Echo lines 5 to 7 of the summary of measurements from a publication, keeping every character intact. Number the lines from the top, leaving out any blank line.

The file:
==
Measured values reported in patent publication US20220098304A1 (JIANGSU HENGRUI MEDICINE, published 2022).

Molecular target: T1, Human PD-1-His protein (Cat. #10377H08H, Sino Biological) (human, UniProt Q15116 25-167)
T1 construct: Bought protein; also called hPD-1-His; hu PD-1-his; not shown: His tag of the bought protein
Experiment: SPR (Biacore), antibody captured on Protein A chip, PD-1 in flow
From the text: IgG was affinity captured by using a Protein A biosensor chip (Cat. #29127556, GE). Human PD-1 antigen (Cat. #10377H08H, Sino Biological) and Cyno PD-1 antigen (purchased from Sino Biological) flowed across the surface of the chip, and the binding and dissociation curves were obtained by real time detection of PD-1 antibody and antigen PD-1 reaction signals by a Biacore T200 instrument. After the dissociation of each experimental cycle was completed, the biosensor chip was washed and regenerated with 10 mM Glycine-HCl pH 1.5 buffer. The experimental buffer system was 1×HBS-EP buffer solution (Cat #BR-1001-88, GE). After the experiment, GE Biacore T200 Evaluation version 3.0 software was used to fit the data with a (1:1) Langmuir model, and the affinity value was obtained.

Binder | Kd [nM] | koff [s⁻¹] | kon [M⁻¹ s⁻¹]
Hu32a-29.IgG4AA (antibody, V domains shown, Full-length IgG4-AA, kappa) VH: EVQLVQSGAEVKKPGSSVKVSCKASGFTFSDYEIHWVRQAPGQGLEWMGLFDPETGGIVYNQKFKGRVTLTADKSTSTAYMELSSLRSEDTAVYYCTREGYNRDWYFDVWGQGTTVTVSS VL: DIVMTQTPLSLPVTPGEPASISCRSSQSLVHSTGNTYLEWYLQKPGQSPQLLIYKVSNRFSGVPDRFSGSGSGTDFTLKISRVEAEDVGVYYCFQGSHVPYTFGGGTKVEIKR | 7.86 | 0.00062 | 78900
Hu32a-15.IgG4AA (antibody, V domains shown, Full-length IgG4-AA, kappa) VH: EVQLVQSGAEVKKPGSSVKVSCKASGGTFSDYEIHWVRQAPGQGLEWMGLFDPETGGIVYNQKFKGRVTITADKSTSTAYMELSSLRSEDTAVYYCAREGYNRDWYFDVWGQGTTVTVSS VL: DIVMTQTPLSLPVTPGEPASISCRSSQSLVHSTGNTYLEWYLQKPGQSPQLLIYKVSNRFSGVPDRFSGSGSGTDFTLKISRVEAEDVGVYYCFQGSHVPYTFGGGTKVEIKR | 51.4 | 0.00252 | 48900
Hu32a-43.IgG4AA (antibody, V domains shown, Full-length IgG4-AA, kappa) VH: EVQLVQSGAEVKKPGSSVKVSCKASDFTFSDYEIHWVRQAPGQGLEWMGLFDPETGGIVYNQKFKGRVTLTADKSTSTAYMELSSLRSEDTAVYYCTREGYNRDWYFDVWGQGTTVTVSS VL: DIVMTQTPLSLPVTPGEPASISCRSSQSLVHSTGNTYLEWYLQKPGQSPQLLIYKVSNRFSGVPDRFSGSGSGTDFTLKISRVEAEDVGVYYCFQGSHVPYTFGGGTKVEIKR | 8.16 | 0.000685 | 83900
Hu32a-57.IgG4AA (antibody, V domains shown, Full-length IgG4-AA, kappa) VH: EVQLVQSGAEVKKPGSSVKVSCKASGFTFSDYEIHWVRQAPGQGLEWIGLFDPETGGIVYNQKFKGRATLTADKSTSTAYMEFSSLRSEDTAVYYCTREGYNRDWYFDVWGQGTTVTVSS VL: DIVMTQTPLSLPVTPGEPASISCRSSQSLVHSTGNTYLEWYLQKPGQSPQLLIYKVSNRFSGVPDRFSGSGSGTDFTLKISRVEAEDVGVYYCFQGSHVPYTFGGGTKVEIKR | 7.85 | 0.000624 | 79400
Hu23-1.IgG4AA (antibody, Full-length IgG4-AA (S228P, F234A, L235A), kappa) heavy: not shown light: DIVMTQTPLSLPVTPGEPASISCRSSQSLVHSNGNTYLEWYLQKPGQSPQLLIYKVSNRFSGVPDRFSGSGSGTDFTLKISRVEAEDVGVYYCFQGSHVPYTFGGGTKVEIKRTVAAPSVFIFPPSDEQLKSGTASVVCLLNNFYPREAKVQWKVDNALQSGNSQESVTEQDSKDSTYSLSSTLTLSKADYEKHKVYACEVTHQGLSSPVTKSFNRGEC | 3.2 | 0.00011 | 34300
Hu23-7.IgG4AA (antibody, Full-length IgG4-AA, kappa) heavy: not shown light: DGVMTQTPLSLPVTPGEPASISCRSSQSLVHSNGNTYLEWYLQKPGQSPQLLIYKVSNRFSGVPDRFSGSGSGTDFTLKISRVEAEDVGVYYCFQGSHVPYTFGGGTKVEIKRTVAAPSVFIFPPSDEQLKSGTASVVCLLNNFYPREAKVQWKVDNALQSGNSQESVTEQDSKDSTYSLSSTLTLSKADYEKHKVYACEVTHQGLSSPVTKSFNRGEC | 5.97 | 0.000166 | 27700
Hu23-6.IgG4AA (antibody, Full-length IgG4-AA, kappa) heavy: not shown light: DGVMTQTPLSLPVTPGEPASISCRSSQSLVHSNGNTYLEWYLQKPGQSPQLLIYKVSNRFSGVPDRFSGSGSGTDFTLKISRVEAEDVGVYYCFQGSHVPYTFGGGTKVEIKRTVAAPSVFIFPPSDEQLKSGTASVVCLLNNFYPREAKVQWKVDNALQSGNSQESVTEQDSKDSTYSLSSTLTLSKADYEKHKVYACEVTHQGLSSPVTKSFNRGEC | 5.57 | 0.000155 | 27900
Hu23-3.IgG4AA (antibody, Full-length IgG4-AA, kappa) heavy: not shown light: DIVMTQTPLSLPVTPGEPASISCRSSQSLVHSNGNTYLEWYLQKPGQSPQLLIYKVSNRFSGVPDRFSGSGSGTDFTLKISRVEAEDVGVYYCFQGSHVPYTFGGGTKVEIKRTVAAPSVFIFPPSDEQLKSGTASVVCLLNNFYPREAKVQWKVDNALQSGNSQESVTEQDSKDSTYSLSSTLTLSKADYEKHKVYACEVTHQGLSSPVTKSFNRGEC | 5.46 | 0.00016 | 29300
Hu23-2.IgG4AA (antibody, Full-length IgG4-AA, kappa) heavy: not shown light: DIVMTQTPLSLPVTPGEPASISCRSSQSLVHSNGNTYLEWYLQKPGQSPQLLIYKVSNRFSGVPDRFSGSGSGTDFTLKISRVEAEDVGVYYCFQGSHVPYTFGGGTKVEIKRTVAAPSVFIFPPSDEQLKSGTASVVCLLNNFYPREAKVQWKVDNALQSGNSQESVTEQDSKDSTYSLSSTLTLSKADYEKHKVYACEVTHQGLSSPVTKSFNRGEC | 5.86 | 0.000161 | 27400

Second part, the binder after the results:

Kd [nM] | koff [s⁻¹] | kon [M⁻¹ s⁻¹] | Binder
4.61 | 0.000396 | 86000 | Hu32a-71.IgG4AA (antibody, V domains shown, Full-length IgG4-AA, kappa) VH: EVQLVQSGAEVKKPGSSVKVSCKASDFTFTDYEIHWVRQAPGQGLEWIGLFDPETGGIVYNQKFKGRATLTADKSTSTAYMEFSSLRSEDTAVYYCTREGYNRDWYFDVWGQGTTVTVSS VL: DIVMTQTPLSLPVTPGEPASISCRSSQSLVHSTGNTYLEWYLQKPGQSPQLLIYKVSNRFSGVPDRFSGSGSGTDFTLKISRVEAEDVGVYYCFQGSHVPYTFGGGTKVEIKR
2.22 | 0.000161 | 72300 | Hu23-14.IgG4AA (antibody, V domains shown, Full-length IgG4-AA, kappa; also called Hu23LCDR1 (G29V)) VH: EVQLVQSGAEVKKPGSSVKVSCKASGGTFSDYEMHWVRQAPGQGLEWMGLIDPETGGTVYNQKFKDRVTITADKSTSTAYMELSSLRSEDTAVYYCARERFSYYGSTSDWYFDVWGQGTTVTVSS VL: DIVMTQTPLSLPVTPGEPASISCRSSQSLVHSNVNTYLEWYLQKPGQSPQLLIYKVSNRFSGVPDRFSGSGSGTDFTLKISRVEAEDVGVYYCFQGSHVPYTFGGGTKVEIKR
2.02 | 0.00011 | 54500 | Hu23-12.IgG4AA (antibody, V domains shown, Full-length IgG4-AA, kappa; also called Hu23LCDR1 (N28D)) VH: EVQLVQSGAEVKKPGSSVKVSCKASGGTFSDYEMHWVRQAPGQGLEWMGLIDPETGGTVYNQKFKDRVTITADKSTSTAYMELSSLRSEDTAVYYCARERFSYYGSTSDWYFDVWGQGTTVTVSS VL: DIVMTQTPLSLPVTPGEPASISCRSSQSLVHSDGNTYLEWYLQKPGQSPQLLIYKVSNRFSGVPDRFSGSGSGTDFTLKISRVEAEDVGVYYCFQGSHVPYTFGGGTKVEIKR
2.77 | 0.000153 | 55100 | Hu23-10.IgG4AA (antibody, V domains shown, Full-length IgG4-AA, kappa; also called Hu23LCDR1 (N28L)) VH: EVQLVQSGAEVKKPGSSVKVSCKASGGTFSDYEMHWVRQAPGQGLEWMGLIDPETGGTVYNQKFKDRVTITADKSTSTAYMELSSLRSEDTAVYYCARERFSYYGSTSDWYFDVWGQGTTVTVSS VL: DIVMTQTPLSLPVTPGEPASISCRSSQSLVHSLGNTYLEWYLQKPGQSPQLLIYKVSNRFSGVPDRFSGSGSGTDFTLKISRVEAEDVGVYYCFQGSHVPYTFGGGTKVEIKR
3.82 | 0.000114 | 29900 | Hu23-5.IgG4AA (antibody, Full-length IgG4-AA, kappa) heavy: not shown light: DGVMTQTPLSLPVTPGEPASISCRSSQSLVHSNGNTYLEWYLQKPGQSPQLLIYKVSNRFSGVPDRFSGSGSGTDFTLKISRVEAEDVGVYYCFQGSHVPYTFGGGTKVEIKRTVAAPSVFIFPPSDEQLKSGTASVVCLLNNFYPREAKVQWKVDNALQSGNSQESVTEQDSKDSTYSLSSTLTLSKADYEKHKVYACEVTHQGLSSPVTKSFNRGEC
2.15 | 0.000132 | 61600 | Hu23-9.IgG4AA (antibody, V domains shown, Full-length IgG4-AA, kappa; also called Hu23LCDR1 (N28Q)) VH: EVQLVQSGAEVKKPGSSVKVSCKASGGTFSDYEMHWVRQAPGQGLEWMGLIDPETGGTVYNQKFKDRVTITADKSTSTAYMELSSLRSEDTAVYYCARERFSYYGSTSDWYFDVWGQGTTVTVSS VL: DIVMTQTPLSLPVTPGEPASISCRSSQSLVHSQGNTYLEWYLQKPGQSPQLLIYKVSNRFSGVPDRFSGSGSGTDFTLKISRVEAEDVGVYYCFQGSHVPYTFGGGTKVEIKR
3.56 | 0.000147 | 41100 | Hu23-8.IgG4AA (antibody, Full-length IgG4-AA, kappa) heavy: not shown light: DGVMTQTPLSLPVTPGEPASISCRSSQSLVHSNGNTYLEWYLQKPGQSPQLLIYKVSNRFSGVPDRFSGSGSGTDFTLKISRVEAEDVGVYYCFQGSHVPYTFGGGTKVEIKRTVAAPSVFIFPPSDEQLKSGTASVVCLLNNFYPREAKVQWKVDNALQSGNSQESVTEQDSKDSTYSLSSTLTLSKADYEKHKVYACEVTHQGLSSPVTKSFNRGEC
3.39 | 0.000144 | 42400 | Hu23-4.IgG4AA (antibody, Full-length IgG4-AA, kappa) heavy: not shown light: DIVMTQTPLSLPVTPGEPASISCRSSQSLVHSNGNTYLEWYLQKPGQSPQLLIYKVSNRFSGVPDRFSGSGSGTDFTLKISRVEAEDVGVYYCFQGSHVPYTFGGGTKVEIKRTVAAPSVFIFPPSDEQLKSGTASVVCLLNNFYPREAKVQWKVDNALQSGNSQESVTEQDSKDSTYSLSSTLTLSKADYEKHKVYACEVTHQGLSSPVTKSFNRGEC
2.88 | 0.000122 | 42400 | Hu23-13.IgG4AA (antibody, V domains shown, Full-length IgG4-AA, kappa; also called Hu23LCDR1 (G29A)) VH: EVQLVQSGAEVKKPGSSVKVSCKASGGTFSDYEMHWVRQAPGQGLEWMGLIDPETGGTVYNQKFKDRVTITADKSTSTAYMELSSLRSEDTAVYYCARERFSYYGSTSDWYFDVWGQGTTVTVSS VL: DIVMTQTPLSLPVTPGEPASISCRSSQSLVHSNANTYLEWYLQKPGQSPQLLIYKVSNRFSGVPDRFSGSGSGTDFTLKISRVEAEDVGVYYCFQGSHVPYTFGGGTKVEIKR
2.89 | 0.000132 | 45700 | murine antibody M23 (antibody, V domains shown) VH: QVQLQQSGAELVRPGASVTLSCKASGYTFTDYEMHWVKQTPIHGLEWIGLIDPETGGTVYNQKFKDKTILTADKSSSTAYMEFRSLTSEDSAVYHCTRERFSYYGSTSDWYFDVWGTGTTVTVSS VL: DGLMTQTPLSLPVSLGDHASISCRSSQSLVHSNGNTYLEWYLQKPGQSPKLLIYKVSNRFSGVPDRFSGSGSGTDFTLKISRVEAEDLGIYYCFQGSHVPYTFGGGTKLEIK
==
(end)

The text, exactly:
From the text: IgG was affinity captured by using a Protein A biosensor chip (Cat. #29127556, GE). Human PD-1 antigen (Cat. #10377H08H, Sino Biological) and Cyno PD-1 antigen (purchased from Sino Biological) flowed across the surface of the chip, and the binding and dissociation curves were obtained by real time detection of PD-1 antibody and antigen PD-1 reaction signals by a Biacore T200 instrument. After the dissociation of each experimental cycle was completed, the biosensor chip was washed and regenerated with 10 mM Glycine-HCl pH 1.5 buffer. The experimental buffer system was 1×HBS-EP buffer solution (Cat #BR-1001-88, GE). After the experiment, GE Biacore T200 Evaluation version 3.0 software was used to fit the data with a (1:1) Langmuir model, and the affinity value was obtained.

Binder | Kd [nM] | koff [s⁻¹] | kon [M⁻¹ s⁻¹]
Hu32a-29.IgG4AA (antibody, V domains shown, Full-length IgG4-AA, kappa) VH: EVQLVQSGAEVKKPGSSVKVSCKASGFTFSDYEIHWVRQAPGQGLEWMGLFDPETGGIVYNQKFKGRVTLTADKSTSTAYMELSSLRSEDTAVYYCTREGYNRDWYFDVWGQGTTVTVSS VL: DIVMTQTPLSLPVTPGEPASISCRSSQSLVHSTGNTYLEWYLQKPGQSPQLLIYKVSNRFSGVPDRFSGSGSGTDFTLKISRVEAEDVGVYYCFQGSHVPYTFGGGTKVEIKR | 7.86 | 0.00062 | 78900